the informal settlements on the
Cape Flats, in a place called Belthorn Estate. I think to this day
my mother is the only white person who lives there. Seeing the
mountain from this point of view
also gave me a perspective on the
city itself.
I first studied art as a Grade
8 student. In the third term my
teacher came up to me while I
When it comes to the Elion piece
on the promenade, all I can say is
that I am one of the Art54 artists,
and I had no idea that that piece
was going up. Problematic, right?
Then there is the case of that toilet that Tokolos Stencils dropped
off at the Brundayn Gallery. My
question with that is, if it’s activism, surely it’s better not to be
anonymous? And why brand the
toilet with your statement – that
was not a toilet, it was an art toilet! Lastly, I think the Remember Marikana campaign is really
good and important work – but I
went to Marikana, and you know
what? There are no stencils there.
Surely the place they would most
need to be put up, on that highway down which the mining executives travel every day?
It is these kinds of questions
that led me to my recent campaign around street signs. After
we arranged a follow-up to the
Witness exhibition in the form
of transforming one of the new
homes in District Six phase two
development, I realised that
people are being moved back to
Zonnebloem – not to District Six.
When the area was first renamed
that, a word that means sunflower
in Dutch, it was meant to erase
any trace of how the people had
called the area home. So I took it
upon myself to change the road
signs back to say ‘District Six’. It’s
Haroon’s work, Sunday Best, 2012
ates itself. But through that exhibition I also saw the power of
art to be provocative, thoughtful,
transformative. And that’s why I
make art; I think it can be used
to tell grassroots stories, and I
think what is lacking in our city
and our country is shared community narrative. I think the story
of nation-building as a grand narrative often drowns out the small
but important stories we should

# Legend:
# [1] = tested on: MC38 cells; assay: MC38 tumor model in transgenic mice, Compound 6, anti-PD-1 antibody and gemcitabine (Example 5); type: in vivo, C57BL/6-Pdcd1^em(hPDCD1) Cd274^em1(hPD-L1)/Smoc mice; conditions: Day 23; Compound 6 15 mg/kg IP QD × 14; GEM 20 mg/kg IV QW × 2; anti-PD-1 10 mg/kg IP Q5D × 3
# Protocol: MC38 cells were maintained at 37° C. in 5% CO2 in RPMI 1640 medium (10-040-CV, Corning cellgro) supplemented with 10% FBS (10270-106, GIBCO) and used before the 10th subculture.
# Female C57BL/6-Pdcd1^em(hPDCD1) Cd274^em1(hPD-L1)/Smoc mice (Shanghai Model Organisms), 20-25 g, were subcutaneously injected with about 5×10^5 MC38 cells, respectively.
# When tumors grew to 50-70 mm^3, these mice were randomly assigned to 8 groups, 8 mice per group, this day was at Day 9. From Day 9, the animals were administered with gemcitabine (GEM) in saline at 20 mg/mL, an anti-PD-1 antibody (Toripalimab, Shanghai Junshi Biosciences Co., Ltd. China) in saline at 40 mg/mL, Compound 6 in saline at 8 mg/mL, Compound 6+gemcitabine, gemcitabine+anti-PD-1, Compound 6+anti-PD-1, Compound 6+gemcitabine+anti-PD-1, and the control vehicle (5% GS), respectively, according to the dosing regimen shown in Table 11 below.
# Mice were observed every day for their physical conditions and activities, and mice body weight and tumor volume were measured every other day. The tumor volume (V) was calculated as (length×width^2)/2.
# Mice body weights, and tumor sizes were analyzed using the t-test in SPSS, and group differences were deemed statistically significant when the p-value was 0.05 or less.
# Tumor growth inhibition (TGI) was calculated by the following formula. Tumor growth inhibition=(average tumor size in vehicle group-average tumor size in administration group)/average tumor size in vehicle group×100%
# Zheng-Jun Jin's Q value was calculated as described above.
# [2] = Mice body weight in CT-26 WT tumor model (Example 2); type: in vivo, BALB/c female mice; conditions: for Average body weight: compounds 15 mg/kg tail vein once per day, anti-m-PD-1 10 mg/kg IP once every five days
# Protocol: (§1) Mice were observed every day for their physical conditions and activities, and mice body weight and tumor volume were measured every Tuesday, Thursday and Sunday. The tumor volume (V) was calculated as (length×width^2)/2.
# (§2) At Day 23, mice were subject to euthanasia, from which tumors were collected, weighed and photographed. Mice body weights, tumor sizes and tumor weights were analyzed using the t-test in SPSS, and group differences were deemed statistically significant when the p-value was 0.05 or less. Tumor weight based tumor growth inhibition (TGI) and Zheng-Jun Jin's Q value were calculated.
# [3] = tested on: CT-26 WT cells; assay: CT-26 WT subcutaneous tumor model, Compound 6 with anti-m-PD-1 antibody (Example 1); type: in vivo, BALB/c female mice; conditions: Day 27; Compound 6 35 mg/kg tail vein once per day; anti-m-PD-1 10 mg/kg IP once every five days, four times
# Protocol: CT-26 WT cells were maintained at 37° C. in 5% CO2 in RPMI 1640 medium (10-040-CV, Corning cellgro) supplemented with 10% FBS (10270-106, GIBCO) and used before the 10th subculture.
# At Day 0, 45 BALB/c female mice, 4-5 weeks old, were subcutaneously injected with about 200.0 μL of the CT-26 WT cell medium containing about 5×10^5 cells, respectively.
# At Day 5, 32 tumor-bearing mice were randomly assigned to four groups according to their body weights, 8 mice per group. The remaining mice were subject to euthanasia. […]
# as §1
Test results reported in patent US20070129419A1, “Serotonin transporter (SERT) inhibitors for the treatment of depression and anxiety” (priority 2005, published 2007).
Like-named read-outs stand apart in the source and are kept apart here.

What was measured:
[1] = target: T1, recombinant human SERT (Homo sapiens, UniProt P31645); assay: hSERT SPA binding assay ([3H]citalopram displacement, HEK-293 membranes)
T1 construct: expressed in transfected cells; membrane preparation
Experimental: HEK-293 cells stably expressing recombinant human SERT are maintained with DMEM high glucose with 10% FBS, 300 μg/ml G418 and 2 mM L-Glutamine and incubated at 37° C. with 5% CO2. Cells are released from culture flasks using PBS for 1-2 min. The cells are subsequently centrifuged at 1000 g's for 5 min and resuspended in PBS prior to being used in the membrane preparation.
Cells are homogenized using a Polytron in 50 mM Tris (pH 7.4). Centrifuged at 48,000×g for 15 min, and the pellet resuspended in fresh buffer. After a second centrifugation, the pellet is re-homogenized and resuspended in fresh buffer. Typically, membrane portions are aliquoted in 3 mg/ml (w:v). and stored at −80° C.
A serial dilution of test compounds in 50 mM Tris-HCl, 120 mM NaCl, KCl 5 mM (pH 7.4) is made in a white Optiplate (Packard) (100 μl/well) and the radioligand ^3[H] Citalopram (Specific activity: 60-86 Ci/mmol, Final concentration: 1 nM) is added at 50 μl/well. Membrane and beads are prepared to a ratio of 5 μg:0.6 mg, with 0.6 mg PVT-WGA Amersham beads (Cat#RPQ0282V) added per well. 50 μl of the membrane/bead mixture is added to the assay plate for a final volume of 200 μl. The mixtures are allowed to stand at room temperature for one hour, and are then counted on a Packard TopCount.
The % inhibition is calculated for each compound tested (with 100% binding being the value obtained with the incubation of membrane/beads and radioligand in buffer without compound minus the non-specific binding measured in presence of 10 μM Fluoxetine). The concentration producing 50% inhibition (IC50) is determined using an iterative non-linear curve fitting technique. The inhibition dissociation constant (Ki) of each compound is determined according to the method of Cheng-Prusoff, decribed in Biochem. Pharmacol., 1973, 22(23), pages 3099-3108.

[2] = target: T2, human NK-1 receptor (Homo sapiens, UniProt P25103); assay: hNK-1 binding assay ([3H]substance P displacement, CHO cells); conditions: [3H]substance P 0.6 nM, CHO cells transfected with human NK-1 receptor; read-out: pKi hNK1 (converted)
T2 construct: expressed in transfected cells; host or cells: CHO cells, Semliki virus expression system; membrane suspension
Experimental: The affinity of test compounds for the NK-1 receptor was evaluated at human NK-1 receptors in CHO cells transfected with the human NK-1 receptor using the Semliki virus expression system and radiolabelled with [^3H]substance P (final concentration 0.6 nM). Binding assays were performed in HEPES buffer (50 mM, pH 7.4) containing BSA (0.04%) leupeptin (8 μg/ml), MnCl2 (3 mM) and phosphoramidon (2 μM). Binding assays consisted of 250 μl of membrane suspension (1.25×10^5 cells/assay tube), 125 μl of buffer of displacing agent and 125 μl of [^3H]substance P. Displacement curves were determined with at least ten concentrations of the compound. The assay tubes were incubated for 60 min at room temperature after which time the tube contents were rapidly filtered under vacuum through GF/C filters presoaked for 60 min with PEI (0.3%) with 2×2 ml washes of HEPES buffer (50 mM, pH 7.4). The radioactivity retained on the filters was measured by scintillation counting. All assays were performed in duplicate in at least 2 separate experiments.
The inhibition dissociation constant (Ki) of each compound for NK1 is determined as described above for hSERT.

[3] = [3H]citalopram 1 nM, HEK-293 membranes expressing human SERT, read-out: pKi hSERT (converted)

be telling each other.
I think it’s good that there is discussion happening around public
art in Cape Town at present, but
I disagree with some of the ways
that artists are going about it.
been a year, but they’re still there.
In the case of that work it was
more activism than art, I think.
The question, really, is: do I want,
one day, to have to show my child
this part of the city, and have to
explain why it hasn’t changed? I
wonder: is that what my parents
thought before they had me?”
FEATURE
9
2.Unknown
Street
art
Description: colourful,
abstract piece on face
brick
Location: Frere Street,
Woodstock
R
A
V&
E
AT
W
1. Creation Generation
Mural
Arm
By CORE Collective mural artists Rayaan
Cassiem, Anwar Davids, Leigh Cupido and
Amedeo Bisogno
South
T
N
Graffiti is an
ancient form of
By Freddy Sam
communication
Description: A large-scale
and a way
monochrome work marking
20 years of democracy.
for artists to
Location: Woodstock,
comment on the
opposite Baltic Timbers at
social injustices
111 Albert Road
that exist in
4. Two Great Minds
the city.
3. Freedom Day
Mural
What counts as street art? For some,
even the most elaborate mural
amounts to little more than vandalism.
For others, even the crudest tag is an
artform. Here’s where to find some of
the city’s best known pieces so you can
make up your own mind.
O
FR
by Billy aka Alex Godwin
1
Description: This mostly monochromatic
piece was created to “create awareness
and conversation”.
Location: Corner Sir Lowry Road and
Street, Woodstock
HARBOUR
N
Compiled by Brandon Roberts
Images by Lisa Burnell
1 Freddy Sam
By
N
Location: Albert Road,
Woodstock
5. Wall of Fame
Bloem
Buiten
Orphan
MANDELA BLVD
LSON
NE
CHRISTIAAN BARNARD
Martin
Jan Smuts
Fo
G un
ar d
de er
n s
DF Malan
Parliament
C
GO AST
OD LE
HO OF
PE
Barrack
14
CAN
TERB
URY
Albertus
Harrington
BUITENKANT
PLEIN
Caledon
DISTRICT SIX
ROELAND
ROEL
AND
8. No eating
HATFIELD
7. Raised by
wolves
By JAZ aka Franco Fasoli
By Nardstar
ANN
Description:
Painted
by
AND
ILL
ALE
M
Argentinean
artists
JAZ,
this mural shows a wild
cat devouring a man in
a forest.
Description: colourful
faceted depiction of a
wolf and human face.
KLOOF NEK
Location: On the
side of a house just
off Albert Road,
Woodstock GARDENS
11
L
AA
W
DE
D
AN
TL
JU
9
9. Heart
by Boa Mistura
VREDEHOEK
(a collective
of five
Spanish artists)
Description: A giant
patterned heart with a
diamond at its centre.
Location: Tribe Coffee
Roasting, Woodstock
Foundry, CT
Street art, by its
nature, is fluid, and in
Cape Town, it is also
frequently short-lived.
Nonetheless, this is a
tiny fraction of the art
that can be seen on
the streets of our city.
Other areas that boast
impressive pieces
include Mitchells Plain
(see Falko’s goldfish
mural in Westridge),
Langa (see the murals
by various artists that
formed part of the
2013 Langa Street
Art Festival outside
the stadium) and
Khayelitsha (see Chris
Auret’s murals of
children’s faces at the
PACC clinic).
D
E
PA WA
RK AL
Location: Sussex
and Wright Roads,